Gibson Will Give Free Guitars to Any Tennessee Musicians Who Lost Them in the Tornado
Any musicians from the area who are seeking a replacement can send an email to Gibson.
(TMU) — Nashville-based guitar company Gibson is offering to help replace the guitars of any musicians who may have had theirs destroyed in the deadly tornadoes that recently ripped through central Tennessee.
The company’s non-profit organization Gibson Gives issued a press release stating that any musicians from the area who are seeking a replacement can send an email to email@example.com.
“Guitars will be provided at Gibson’s sole discretion based on proof of damage or loss. Replacement guitars may be demo models, prototypes, or shop worn across Gibson’s family of guitar brands,” the statement read.
Dendy Jarrett, Executive Director of Gibson Gives explained, “Our goal is to get a guitar back into the hands of anyone who has had their guitar damaged or destroyed in the recent Tennessee storm. As a Nashville, Tennessee-based company, we are also engaging with our artists and other partners to provide support across many areas.”
According to the company’s website, guitars will be provided at Gibson’s discretion based on proof of damage or loss. The press release also noted that replacement Guitars may be demo models, prototypes, or shop worn across Gibson’s family of Guitar Brands.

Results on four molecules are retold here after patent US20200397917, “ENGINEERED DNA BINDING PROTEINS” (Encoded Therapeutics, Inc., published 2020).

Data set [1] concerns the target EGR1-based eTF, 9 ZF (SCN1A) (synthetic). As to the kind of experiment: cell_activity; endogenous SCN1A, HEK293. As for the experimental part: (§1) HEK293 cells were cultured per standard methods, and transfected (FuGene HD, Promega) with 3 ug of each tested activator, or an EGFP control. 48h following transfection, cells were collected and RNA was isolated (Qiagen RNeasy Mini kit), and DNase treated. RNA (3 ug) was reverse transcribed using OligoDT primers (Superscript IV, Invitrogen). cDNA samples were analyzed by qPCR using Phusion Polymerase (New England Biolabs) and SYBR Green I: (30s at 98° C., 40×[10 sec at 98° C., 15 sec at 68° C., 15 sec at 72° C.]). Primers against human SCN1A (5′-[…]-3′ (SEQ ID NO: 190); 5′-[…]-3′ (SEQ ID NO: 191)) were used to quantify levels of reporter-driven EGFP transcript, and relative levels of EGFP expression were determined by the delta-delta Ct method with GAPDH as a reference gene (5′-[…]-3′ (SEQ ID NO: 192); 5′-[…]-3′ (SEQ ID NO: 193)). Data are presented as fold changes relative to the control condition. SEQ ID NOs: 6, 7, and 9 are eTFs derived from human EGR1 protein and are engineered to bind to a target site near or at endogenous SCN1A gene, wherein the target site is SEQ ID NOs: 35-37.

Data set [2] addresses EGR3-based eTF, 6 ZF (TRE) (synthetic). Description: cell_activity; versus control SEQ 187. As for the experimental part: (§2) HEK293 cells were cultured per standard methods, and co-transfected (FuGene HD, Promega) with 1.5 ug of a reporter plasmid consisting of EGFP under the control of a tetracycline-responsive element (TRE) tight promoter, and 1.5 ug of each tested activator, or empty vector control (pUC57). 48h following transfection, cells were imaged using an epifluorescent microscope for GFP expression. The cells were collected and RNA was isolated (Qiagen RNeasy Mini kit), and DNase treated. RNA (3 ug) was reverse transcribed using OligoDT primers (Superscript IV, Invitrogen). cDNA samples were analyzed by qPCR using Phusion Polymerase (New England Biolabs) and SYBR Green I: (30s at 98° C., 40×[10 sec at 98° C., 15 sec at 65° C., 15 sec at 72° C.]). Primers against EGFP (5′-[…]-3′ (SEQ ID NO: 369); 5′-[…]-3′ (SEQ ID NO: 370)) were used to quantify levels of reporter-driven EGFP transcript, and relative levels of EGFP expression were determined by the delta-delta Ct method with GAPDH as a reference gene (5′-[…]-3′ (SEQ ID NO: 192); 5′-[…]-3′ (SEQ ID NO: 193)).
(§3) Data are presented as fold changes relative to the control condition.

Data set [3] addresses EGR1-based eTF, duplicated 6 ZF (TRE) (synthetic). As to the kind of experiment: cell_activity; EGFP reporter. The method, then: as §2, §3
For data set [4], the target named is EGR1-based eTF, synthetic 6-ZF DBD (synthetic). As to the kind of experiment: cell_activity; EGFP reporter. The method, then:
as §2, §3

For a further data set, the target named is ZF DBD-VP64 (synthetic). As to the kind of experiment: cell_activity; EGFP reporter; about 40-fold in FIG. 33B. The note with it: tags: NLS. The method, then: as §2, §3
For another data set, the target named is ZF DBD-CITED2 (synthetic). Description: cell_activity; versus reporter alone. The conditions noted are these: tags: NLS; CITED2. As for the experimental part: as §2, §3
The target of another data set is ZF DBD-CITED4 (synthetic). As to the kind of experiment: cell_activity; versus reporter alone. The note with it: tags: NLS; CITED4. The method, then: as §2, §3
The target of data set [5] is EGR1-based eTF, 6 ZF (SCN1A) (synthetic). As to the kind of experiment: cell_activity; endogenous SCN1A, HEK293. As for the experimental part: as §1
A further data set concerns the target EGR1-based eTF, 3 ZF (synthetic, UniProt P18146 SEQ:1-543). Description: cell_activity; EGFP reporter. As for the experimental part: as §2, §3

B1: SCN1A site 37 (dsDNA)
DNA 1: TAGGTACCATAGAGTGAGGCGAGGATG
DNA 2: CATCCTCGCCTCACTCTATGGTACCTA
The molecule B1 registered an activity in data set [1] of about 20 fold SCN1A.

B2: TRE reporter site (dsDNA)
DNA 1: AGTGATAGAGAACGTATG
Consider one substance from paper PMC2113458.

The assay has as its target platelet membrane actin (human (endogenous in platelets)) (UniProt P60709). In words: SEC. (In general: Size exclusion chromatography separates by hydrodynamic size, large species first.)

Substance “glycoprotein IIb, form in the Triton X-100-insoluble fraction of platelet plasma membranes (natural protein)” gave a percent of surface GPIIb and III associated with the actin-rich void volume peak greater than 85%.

The National Weather Service reported that the tornado was an EF-4 storm with 175 mph winds.
BREAKING…survey update from Putnam Co.:
-EF-4 tornado (175 mph winds)
-18 fatalities, 88 injuries, 3 still missing
-Path and width will be determined in coming days
-First violent tornado in @NWSNashville area since 4/10/2009
— NWS Nashville (@NWSNashville) March 5, 2020
The tornado resulted in 24 deaths, and as of Thursday there were still at least 3 people missing in the aftermath of the storm. As of Wednesday night, 38,000 residents were left without power and schools throughout the state were closed. Officials estimate that somewhere from 150 to 200 buildings were destroyed in the storm, totaling millions of dollars in damages.
Eighteen of those deaths occurred in Putnam county. This was reportedly the first deadly tornado that the area has seen in over ten years.
Putnam County Mayor Randy Porter said five children younger than 13 were among the victims.
With a big focus on Nashville, today is revealing just how bad rural Putnam County was hit. 18 of the 24 killed across the state died here. Devastation everywhere. There was a home where that slab of concrete is. #TennesseeTornadoes pic.twitter.com/Bi36jmZKlk
— Nick Valencia (@CNNValencia) March 4, 2020
By John Vibes | Creative Commons | TheMindUnleashed.com
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